“I’m a little stunned at the whole situation,” said John Schneider, who played Bo Duke for 11 seasons on the “Dukes of Hazzard” TV series. The show went off the air in 1995.
“There is just absolutely no rhyme or reason. Or value for life,” he said. “In some ways, I’m kind of ashamed to even admit that I lived there with my family. We weren’t there long enough to accomplish all the things that we wanted to accomplish. I wish things were different.”
In “General Lee,” Schneider is the latest convert to “Abraham Lincoln for President,” a crusade led by actor Jesse Ventura, who made his name on wrestling and who called the activity “nothing more than four very small guys wrestling in a ring while a fifth guy waves the Confederate flag.” Schneider said he heard about the project through actor Wes Studi (“Rambo”), who participated in a rally in September at which the group handed out pins saying “General Lee” in black ink.
“Ventura doesn’t know anything about the n-word, and he can’t find the time to educate himself,” Schneider said. “A person can say whatever they want as long as they point their finger in the right direction. The n-word is not a defense; it’s the opposite of that. There is no doubt about it. The n-word is a terrible word to use.”
The term has re-emerged as a divisive issue. Several Louisiana colleges and universities announced this month that they would no longer allow the use of the term “Rebel,” after a video posted by the New Orleans Police Department apparently showed a group of students using the term to refer to themselves.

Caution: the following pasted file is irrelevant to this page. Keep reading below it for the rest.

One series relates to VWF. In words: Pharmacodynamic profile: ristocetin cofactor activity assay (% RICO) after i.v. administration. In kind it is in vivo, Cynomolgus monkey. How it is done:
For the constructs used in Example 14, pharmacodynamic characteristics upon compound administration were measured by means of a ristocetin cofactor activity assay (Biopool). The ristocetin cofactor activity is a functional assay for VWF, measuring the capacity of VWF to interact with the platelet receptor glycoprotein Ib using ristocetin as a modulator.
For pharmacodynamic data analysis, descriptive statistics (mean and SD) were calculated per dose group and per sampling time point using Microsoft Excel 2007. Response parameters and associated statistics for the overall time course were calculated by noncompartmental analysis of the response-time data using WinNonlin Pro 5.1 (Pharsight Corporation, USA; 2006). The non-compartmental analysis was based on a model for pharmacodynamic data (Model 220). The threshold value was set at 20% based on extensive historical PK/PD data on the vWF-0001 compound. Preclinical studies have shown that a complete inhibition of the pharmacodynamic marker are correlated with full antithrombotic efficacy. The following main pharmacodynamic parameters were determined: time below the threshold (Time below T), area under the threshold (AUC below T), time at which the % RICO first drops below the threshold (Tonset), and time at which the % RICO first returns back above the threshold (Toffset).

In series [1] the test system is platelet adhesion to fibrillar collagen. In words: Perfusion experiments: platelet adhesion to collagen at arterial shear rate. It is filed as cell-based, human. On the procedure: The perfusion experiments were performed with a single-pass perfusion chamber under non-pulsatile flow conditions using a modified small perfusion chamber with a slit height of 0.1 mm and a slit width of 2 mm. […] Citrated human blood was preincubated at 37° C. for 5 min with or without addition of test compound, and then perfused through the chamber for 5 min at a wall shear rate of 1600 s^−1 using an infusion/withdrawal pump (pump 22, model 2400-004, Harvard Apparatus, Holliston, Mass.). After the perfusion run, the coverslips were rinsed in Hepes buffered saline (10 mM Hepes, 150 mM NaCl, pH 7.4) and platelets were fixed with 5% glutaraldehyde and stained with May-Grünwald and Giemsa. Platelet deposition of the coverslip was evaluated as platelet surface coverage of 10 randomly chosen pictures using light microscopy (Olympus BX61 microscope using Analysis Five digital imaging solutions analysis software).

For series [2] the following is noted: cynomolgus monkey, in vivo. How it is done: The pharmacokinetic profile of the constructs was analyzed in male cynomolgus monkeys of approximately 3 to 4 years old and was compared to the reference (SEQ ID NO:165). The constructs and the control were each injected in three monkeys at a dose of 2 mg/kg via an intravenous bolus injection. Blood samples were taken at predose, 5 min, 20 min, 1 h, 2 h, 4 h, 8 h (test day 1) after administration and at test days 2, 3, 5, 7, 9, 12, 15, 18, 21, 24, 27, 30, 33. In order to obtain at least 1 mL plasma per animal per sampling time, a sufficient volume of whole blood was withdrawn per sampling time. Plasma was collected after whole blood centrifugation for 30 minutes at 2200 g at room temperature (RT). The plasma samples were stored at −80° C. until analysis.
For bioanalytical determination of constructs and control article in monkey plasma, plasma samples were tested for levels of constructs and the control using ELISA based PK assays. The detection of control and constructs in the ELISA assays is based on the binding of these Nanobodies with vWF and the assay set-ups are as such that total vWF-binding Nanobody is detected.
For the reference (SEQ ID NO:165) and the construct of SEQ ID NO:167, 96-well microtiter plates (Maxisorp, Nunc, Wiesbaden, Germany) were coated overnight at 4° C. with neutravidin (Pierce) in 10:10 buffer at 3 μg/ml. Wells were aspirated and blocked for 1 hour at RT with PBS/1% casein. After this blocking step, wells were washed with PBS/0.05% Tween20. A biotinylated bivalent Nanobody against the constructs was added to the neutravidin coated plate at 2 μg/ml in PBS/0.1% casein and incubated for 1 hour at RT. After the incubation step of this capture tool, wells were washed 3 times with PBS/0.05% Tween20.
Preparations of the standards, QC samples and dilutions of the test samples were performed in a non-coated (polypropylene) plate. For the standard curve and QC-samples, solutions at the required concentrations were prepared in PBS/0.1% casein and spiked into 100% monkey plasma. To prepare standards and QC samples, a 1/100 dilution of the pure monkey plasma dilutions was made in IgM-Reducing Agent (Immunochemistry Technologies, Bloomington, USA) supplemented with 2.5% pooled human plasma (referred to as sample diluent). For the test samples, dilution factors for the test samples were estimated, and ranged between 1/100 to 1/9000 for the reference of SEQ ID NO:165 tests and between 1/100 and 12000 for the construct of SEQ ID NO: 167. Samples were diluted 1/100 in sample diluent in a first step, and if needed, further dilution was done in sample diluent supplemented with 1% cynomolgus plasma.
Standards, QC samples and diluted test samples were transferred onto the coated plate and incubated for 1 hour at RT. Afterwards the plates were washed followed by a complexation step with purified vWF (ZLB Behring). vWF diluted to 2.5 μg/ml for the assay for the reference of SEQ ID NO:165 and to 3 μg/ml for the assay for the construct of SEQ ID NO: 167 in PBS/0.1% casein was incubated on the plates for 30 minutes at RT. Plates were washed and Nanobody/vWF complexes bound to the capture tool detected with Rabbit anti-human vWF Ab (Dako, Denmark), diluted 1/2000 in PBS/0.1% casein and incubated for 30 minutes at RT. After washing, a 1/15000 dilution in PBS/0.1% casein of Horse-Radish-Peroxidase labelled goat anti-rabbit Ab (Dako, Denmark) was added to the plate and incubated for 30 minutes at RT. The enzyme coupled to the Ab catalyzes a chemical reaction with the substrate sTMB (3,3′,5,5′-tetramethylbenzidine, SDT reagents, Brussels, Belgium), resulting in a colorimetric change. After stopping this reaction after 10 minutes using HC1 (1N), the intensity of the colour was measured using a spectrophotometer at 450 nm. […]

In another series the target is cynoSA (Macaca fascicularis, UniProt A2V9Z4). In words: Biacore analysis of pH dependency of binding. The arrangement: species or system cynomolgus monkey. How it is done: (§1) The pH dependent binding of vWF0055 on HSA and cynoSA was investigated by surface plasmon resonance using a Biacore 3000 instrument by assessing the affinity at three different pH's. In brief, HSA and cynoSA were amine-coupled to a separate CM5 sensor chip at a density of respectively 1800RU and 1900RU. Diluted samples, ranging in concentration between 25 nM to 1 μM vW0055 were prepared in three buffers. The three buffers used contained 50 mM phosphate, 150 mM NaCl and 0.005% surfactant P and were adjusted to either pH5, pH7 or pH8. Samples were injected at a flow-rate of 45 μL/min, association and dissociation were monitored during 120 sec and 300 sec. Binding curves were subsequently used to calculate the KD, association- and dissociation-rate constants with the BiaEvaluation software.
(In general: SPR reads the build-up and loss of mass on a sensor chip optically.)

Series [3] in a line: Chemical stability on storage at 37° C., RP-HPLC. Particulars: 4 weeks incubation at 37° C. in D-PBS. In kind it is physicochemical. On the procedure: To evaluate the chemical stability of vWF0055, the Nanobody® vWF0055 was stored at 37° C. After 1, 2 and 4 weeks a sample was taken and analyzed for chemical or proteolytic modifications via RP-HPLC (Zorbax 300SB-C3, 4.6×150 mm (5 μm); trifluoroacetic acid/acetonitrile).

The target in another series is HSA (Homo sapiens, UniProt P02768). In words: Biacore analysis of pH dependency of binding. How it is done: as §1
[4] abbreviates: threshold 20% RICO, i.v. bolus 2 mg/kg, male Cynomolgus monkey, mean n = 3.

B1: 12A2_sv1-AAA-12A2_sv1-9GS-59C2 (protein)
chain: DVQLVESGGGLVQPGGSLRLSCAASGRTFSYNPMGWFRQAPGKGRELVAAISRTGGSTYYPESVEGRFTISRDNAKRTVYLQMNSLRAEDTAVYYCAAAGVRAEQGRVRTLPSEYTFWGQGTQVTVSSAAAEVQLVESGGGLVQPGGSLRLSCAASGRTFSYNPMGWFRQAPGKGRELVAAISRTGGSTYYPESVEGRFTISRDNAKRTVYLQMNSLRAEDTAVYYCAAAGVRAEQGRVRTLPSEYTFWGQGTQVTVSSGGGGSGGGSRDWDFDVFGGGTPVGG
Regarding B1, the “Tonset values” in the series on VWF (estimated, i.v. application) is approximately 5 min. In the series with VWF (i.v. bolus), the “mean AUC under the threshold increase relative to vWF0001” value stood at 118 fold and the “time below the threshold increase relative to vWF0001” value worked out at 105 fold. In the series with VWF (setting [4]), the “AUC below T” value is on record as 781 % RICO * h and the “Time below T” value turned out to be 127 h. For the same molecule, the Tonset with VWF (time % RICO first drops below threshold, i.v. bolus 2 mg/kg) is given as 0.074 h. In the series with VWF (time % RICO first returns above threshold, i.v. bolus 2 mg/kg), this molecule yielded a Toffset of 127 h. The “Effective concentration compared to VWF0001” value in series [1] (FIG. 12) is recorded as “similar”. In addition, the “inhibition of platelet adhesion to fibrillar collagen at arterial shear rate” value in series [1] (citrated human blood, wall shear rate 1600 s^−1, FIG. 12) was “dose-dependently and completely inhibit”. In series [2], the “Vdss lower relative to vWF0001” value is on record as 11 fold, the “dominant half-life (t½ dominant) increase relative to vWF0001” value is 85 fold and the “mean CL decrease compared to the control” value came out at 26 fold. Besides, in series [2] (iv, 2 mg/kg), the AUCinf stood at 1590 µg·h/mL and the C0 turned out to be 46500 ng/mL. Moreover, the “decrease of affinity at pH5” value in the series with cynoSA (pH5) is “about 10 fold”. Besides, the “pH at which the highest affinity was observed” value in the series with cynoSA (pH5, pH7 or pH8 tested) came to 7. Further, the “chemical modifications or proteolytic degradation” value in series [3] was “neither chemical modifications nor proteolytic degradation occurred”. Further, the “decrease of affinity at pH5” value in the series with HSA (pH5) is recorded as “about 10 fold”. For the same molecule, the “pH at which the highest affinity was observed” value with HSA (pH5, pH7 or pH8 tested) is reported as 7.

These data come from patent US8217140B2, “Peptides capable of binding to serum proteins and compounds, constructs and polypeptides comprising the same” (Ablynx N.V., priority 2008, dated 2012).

Schneider, 63, a retired Boy Scout leader, said he did not use the term, although he did recall more than once he overhearing his friends discuss the Confederate flag that adorned the General Lee. “I am not proud of it. It’s a dated symbol, not a great symbol. So what’s that got to do with the passing out of pins? It’s semantics. So far as I’m concerned, we can make more progress in the world when we’re up to speed on the 100-year anniversary of the abolition of slavery than we can tearing each other down and spreading hate and rancor and all the other sh-t we do.”
Schneider said he had never heard anyone use the word “nigger” in any context, a fact he found especially remarkable, given his own Southern upbringing.
“So if you’re a good Southern boy, if you’re really, really straight and true, how do you use a word that ‘nigga’ was to mean a bad thing?” he said. “That’s ridiculous. What are we doing? What are we saying? That we’re losing some of the will for life?”
He blamed President Donald Trump, who joined with other social conservatives in calling for the Confederate flag to be removed from government buildings. Schneider and other members of the show’s cast, which included Tom Wopat and Catherine Bach, remain adamant that the TV series was nothing more than an ordinary loveable family with a common struggle — economic struggles.
“Let’s be honest: This is not some brilliant political idea. The greed run wild in this country is to blame,” he said. “This is not an existential crisis about secession.”
He suggested that the n-word is deeply ingrained in the culture of the United States. “The fact that we couldn’t get the word out a year ago makes me wonder about a lot of things,” he said. “We may all be waiting for the first bullet to cross the desk of this president.”
Schneider also predicted that the gun-control debate will take another turn this week when Trump’s wife, Melania, announced on Monday that she is a big fan of the AR-15, the semi-automatic assault rifle that was used in most of the country’s mass shootings.
“As America grows more and more violent, the only solution